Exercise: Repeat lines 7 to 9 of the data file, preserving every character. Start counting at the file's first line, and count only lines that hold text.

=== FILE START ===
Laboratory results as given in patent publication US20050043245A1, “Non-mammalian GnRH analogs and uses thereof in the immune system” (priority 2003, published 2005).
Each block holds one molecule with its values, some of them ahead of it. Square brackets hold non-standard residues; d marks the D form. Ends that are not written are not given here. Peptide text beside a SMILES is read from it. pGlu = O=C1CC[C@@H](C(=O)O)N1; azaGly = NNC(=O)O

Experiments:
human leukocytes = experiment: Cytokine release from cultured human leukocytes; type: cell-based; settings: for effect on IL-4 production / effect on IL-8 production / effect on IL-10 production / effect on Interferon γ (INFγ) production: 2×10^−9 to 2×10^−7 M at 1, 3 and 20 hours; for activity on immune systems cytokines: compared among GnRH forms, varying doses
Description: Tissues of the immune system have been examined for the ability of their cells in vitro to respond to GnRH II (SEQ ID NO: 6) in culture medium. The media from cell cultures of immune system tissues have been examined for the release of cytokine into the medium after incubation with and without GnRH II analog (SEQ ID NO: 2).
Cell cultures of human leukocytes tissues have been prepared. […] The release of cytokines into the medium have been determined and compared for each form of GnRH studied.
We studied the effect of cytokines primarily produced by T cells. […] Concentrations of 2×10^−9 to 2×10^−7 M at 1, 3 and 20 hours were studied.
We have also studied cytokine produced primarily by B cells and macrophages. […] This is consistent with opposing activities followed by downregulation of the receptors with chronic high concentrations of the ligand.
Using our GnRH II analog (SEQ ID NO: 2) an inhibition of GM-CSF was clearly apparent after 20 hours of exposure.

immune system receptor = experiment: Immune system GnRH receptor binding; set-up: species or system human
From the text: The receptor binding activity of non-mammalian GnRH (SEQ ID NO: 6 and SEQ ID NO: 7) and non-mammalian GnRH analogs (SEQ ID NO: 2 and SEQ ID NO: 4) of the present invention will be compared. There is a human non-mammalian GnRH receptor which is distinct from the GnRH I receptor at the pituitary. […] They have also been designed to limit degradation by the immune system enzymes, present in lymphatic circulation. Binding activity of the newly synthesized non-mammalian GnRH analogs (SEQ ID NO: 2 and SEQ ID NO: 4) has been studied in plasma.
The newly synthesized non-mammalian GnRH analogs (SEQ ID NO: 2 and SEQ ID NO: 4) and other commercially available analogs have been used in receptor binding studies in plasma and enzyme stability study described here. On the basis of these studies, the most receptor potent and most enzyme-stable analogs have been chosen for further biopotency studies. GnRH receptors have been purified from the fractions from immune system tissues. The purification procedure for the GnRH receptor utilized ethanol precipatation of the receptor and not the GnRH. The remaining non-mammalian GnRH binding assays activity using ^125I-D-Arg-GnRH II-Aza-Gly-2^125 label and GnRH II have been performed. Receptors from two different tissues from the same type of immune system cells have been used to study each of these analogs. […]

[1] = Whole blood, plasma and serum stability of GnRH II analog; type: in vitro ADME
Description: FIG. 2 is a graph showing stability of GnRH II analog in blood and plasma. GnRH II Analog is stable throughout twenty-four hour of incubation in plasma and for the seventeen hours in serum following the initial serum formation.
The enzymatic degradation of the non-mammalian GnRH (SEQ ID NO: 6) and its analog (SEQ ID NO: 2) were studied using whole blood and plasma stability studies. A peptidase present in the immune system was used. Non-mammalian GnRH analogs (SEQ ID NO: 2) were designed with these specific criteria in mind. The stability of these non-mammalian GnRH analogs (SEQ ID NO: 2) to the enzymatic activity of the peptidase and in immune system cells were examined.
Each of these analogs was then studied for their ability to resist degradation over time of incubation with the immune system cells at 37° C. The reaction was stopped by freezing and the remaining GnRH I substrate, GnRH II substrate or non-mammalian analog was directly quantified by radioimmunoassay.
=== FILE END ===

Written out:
We studied the effect of cytokines primarily produced by T cells. […] Concentrations of 2×10^−9 to 2×10^−7 M at 1, 3 and 20 hours were studied.
We have also studied cytokine produced primarily by B cells and macrophages. […] This is consistent with opposing activities followed by downregulation of the receptors with chronic high concentrations of the ligand.
Using our GnRH II analog (SEQ ID NO: 2) an inhibition of GM-CSF was clearly apparent after 20 hours of exposure.